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Fundamentals for Architecture

After having seen the architecture exhibition of the Venice Biennial directed by Rem Koolhaas I am still convinced that the foundations of the discipline are resting on solid bases which are objectively unmodifiable, because they are linked to the needs of humans to inhabit and live space according to rules that have been consolidated in the course of millennia: the space, the way in which it is defined and in other words its morphological structure, the way in which it is organized and thus its typological plan, the ways to use it and thus its distributive characters. But if we go beyond the correct provocation of the title – which is necessary for purposes of promoting the idea but perhaps not quite rigorous on a disciplinary level – Koolhaas‘ hypothesis would prove more exhaustive and interesting if, in addition to stressing the historical-critical reading of the single building parts, he were to bring once more to the fore the profound significance of the work of the architect and the term architectural composition, from Latin com-ponere which literally means to put together, combine different parts and elements by amalgamating them harmoniously to obtain, precisely, a composition. Now, while the importance of these single elements cannot aspire to represent the exhaustive value of the whole, and may as mentioned not be considered among the fundamental aspects of the discipline, it is also true that they cannot be underestimated and given a secondary or inferior value with respect to the end result these very same elements contribute to define. The sense of his research, conducted, or rather entrusted to Harvard University together with AMO (a research team within the OMA firm) is therefore not only useful – more to the general visitor and students than to the architect who should be familiar with what is presented – but also compelling, because regardless of how exceptional an architecture is in terms of fundamentals, space, light, relationship with the context and so on, all this may be destroyed on a perceptive level by the unsightliness of its elements, as wrong casements, inferior materials and so on, while an arrangement which is banal or repeated by other analogous constructions may on the contrary be enhanced by a care for its details and parts, by the glass panes, the lighting or systems of movement within the building, from the lifts to the escalators, which certainly, but also obviously, influence the final result. In a nutshell, to use an example from cooking which is easier to understand for the general public, the excellence of a dish depends, also and above all, on the quality (genuineness, origin, flavour) of its ingredients, and this is a well-known fact that no master chef can ignore. All this confirms two convictions which Area submits to the readers in the form of reflections and arguments for discussion. The first is that Rem Koolhaas represents the clearest expression of the criticism levied against modernity, as it embodies the highest sense of the values of a mature postmodernity freed from nostalgic and historicist elements where history, in the sense of arena for transmission of evolutionary chains of thought, is once again centre of architects‘ attention as knowledge, and that this knowledge is moreover also based on an awareness and study of the principal technical and constructive elements. The second concerns the importance assumed, more than ten years ago – 2002/2003 – by the experience of a group of Italian architects united under a perhaps too symphonic acronym, AIDA or Italian Architecture Agency, with the intention of establishing a dialogue, through the project, between the architectural milieu and that of manufacturing, to compare the value of their ideas and realizations with the manufacturers of components and parts used in construction in a conviction, which is corroborated by this Biennale with a very different emphasis, that building elements play a crucial role in the overall result of the work of architecture. I still remember that short-lived experience with fondness, despite all the limits of a pioneering adventure as the installation at the Venice Biennial of 2003 of a pavilion/village, Lonely Living, because I am convinced that architecture – as language and artistic and social expression – cannot do without technique, just as literature cannot do without grammar. At the same time we also relaunched a magazine, d‘Architettura, which unfortunately was discontinued after a few issues, where manufacturers presented images of workshops or construction of parts in lieu of advertisements, as if to show the importance of their role and their research in relation to the results pursued by the architect. The significance of that attempt is linked to a conviction that we are today heading towards a modus operandi where the knowhow associated with the building site, once an arena where the craft of building was handed down, has definitively migrated to the research and development departments of the parts manufacturers, and that the building site has therefore gradually turned into an extraordinary site of assemblage of elements which have been researched and developed elsewhere. That elsewhere, united and studied systematically and historically in the way presented by Koolhaas, then comes to assume new significances, where the part, the single component, assumes a value in relation to the whole, where the whole is the project and its built result, which is architecture. However, seen from this perspective the Venice exhibition ends up with confusing the means with the ends, and Koolhaas‘ proposal, architecture not architects, becomes ambiguous to the point of comparing the constitutive elements of architecture, which are certainly important and determinant in the construction of the project, with architecture itself, and in the final analysis confusing building with living. On the other hand, the other section of the Fundamentals exhibition, titled Monditalia and staged at the Ropeyards of the Arsenal of Venice, also appears scholastic and on the whole superficial, because it focuses the architectural debate on a country which today objectively speaking plays a completely marginal role with respect to the issues and transformations in progress on a worldwide level. The homage to Italy – for that matter documented and portrayed by an extraordinary journey through Italian movies from the postwar years until today – obviously represents an expression of regard for a country which Koolhaas loves profoundly; but beyond personal passions the case of Italy certainly today cannot represent a “fundamental” example for understanding – and this should be the mission of the Architecture Exhibition of the Venice Biennial – what horizon and commitments the architectural debate is heading for. In any case, beyond the legitimate exercise of criticism, it appears necessary to reflect on and concretely evaluate the angle of observation implied by Koolhaas‘ proposal, especially with the Elements of Architecture exhibition, considering its implications for the contemporary production. This is only right and proper, not only towards an author who undoubtedly represents one of the most genial and eclectic protagonists of the architectural debate of the last thirty years, but also in relation to the value the very Venice Biennial represents as central stage of cultural elaboration within the context of art. This recognition is the sense and purpose of this issue of Area.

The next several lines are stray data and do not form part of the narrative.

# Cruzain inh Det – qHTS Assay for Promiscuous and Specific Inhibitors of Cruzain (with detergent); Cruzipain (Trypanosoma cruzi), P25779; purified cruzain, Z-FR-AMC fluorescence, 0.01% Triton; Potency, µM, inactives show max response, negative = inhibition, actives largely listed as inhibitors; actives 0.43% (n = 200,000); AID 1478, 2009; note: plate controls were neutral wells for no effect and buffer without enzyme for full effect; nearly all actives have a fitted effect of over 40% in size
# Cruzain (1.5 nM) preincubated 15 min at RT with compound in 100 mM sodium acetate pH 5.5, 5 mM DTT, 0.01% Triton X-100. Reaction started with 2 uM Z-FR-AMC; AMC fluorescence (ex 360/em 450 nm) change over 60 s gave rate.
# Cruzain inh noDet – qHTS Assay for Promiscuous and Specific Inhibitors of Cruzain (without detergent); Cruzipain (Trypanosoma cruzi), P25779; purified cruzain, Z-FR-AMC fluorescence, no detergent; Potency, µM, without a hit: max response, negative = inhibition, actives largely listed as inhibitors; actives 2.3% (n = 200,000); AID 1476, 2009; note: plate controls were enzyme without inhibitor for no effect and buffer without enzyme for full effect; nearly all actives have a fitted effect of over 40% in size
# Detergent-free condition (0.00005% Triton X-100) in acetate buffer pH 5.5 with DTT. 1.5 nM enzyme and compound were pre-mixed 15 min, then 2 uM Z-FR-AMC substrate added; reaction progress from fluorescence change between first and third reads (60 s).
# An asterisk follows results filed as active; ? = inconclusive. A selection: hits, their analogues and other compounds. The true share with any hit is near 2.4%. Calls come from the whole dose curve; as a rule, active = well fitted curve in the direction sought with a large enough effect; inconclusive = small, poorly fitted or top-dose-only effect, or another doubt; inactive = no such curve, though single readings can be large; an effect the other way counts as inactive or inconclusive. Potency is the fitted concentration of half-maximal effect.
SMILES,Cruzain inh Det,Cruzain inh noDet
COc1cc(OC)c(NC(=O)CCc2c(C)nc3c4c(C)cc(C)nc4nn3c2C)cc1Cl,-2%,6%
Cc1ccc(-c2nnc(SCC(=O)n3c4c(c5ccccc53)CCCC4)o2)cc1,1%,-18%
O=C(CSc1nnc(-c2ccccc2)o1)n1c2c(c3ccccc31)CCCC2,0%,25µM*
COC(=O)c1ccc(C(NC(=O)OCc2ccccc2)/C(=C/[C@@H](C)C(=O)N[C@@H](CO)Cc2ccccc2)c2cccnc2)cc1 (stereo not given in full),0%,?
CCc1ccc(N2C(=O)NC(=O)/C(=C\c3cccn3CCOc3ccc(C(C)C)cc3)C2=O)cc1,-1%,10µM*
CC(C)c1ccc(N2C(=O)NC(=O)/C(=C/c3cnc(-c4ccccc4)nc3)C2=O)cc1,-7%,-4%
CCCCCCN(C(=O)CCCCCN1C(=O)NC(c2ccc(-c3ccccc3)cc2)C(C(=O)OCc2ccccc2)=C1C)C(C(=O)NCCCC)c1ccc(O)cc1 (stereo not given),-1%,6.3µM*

Marco Casamonti